To provide access to affordable cardiac care in tier-II and tier-III cities, use of mobile cath labs and introduction of entry-level cath labs manufactured in India would be a step in the right direction, shares Dr Manoj Kumar, Associate Director & Head – Cardiac Cath Lab, Max Super Specialty Hospital, Patparganj, New Delhi with Elets News Network (ENN)
How important is the role of a cath lab in the entire cardiology segment? Is the data collected through cath lab utilised for improving the overall cardiac procedures?
The role of cath lab is immense in the current scenario. Nowadays a variety of diagnostic and interventional cardiology procedures for the treatment of coronary artery and peripheral vascular diseases are carried out in the cath lab. Procedures undertaken include diagnostic heart catheterisation, coronary angioplasty or percutaneous coronary intervention/percutaneous coronary intervention (PCI), closure of some congenital heart defects, treatment of stenotic heart valves, and permanent and temporary pacemaker implantations.
Data is collected in the cath lab during the procedure and postprocedure until the patient is discharged, which include procedure results, any post-procedure complications and the patients disposition. These are used to improve the quality of cardiovascular patient care by providing information, knowledge and tools for implementing quality initiatives, as well as support research that improves patient care and outcomes. New analytical tools are being developed that analyse the performance of an interventional lab, providing hospitals with important data that can be used to identify the areas of improvement.
What are the major challenges of a cath lab? Are the emerging cath lab trends being addressed by the vendors through innovations? Please provide details.
Major daily challenges include physician and staff demands, as well as patients who in many cases require higher acuity care. Also important are programme quality, patient safety, operational efficiency, including inventory management, prompt response and rectification of any breakdown, and customer service. Moreover, getting cath lab personnel, such as technicians & staff nurses, are difficult in peripheral centres, where the attrition rate is very high.
Nowadays procedures undertaken in the cath lab have become more complex and require longer imaging times, resulting in increased radiation exposure to both patients and operators. Innovations in angiographic imaging system required include the need to reduce radiation dose, improve image quality and enable advanced procedural image guidance. Multimodality imaging in cardiac cath lab have been developed with advancements in the use of intracardiac echocardiography (ICE), 3D echocardiography (3DE), and multi-detector computed tomography (MDCT), with fluoroscopic overlay to produce 3D images of intracardiac structures. Operators can better visualise cardiac anatomy and provide real-time information to support a faster, more precise surgical workflow, optimise patient outcomes and minimise risk. New angiography systems have been introduced with dose-lowering technologies, which include new X-ray tubes and more sensitive detectors and software to help improve image quality at lower doses. We now have large-format displays which provide a larger field of view and better visualisation of procedures and lowers dose by not needing to image the anatomy several times.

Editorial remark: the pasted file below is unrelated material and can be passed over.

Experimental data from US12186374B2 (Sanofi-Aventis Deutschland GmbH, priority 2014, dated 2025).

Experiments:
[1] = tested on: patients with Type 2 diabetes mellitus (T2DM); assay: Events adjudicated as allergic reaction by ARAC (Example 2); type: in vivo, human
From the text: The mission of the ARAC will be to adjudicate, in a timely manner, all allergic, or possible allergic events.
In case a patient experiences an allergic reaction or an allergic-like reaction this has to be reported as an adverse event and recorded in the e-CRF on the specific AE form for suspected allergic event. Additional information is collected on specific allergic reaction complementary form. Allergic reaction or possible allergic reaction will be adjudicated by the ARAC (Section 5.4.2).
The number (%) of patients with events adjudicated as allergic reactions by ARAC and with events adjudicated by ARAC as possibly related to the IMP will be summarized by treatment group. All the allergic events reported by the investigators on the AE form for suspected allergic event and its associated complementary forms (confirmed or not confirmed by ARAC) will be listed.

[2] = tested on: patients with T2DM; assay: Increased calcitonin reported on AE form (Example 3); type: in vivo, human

Presently, cardiac cath labs are quite expensive and require considerable infrastructure. In the light of above, how do you plan to bring such facilities in rural areas and tier-II and tier-III cities.Please provide details.
High-end cath labs are indeed costly and not cost-effective for low-volume centres that exist in rural areas and tier-II and tier-III cities. To provide access to affordable cardiac care in tier-II and tier-III cities, use of mobile cath labs and introduction of entry-level cath labs manufactured in India would be a step in the right direction because they would be around 30 per cent cheaper than those imported.
Do you see the foray of indigenous manufacturers in the cath lab segment to address the infrastructural and cost-related challenges as witnessed in the context of India?
Constant growth in the number of patients suffering from cardiovascular diseases in India is resulting in an increase in the need for proper cardiac care services in the country. As a result the role of cath lab in the current scenario becomes paramount. If we compare the number of cath labs per coronary heart disease (CHD) cases, we are at 1/10th of developed countries, such as the United States (US). Most of the government district hospitals still do not have cath labs. Government support is essential to ensure that we provide universal access to a facility with cath labs. There is a huge opportunity for Indian manufacturers to build a state-ofthe- art cath lab with low cost, and public-private partnership (PPP) could be the answer to increase cath lab access in government set-ups, so that the facility can be available even in district towns.
Where do we stand in comparison to developed countries in the cath lab segment? What are recommendations for improvement and enhancement?
If we compare with the cath labs available in the developed countries, image quality and low-radiation dosage are two major concerns for the indigenous manufacturers in the cath lab segment. Image quality, cine as well as fluoro are lower for indigenous cath labs. New dose lowering technologies which include new X-ray tubes and more sensitive detectors and software are required to help improve image quality at lower doses.